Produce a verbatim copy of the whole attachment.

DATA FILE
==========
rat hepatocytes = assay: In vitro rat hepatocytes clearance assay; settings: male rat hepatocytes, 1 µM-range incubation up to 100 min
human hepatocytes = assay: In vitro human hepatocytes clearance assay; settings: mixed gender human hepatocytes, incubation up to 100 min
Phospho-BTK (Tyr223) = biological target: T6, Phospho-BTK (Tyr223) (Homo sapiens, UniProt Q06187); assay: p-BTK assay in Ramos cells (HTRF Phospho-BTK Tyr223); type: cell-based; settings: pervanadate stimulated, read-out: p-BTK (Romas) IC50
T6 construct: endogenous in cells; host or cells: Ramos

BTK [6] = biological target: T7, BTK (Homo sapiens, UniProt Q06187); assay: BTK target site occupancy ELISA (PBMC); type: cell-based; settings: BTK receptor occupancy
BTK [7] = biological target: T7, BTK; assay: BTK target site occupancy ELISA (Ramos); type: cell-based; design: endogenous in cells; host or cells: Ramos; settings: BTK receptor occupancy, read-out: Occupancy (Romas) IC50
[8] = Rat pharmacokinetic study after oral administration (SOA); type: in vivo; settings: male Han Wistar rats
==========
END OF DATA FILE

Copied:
rat hepatocytes = assay: In vitro rat hepatocytes clearance assay; settings: male rat hepatocytes, 1 µM-range incubation up to 100 min
human hepatocytes = assay: In vitro human hepatocytes clearance assay; settings: mixed gender human hepatocytes, incubation up to 100 min
Phospho-BTK (Tyr223) = biological target: T6, Phospho-BTK (Tyr223) (Homo sapiens, UniProt Q06187); assay: p-BTK assay in Ramos cells (HTRF Phospho-BTK Tyr223); type: cell-based; settings: pervanadate stimulated, read-out: p-BTK (Romas) IC50
T6 construct: endogenous in cells; host or cells: Ramos

BTK [6] = biological target: T7, BTK (Homo sapiens, UniProt Q06187); assay: BTK target site occupancy ELISA (PBMC); type: cell-based; settings: BTK receptor occupancy
BTK [7] = biological target: T7, BTK; assay: BTK target site occupancy ELISA (Ramos); type: cell-based; design: endogenous in cells; host or cells: Ramos; settings: BTK receptor occupancy, read-out: Occupancy (Romas) IC50
[8] = Rat pharmacokinetic study after oral administration (SOA); type: in vivo; settings: male Han Wistar rats